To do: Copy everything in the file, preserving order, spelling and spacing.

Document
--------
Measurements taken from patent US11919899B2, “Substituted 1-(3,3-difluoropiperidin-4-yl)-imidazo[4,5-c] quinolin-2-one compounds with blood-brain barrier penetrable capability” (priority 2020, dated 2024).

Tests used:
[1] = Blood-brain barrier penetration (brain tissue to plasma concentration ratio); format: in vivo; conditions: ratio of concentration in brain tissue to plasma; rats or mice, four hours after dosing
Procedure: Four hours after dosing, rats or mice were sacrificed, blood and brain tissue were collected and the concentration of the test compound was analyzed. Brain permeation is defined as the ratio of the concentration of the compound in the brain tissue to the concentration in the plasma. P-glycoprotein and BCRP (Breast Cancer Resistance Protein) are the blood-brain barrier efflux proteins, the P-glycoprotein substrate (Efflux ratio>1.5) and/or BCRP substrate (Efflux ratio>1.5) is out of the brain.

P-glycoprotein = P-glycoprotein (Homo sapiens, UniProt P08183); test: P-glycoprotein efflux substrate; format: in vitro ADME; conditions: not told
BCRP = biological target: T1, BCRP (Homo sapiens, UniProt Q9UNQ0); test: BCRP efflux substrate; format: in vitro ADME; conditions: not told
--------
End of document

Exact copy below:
Measurements taken from patent US11919899B2, “Substituted 1-(3,3-difluoropiperidin-4-yl)-imidazo[4,5-c] quinolin-2-one compounds with blood-brain barrier penetrable capability” (priority 2020, dated 2024).

Tests used:
[1] = Blood-brain barrier penetration (brain tissue to plasma concentration ratio); format: in vivo; conditions: ratio of concentration in brain tissue to plasma; rats or mice, four hours after dosing
Procedure: Four hours after dosing, rats or mice were sacrificed, blood and brain tissue were collected and the concentration of the test compound was analyzed. Brain permeation is defined as the ratio of the concentration of the compound in the brain tissue to the concentration in the plasma. P-glycoprotein and BCRP (Breast Cancer Resistance Protein) are the blood-brain barrier efflux proteins, the P-glycoprotein substrate (Efflux ratio>1.5) and/or BCRP substrate (Efflux ratio>1.5) is out of the brain.

P-glycoprotein = P-glycoprotein (Homo sapiens, UniProt P08183); test: P-glycoprotein efflux substrate; format: in vitro ADME; conditions: not told
BCRP = biological target: T1, BCRP (Homo sapiens, UniProt Q9UNQ0); test: BCRP efflux substrate; format: in vitro ADME; conditions: not told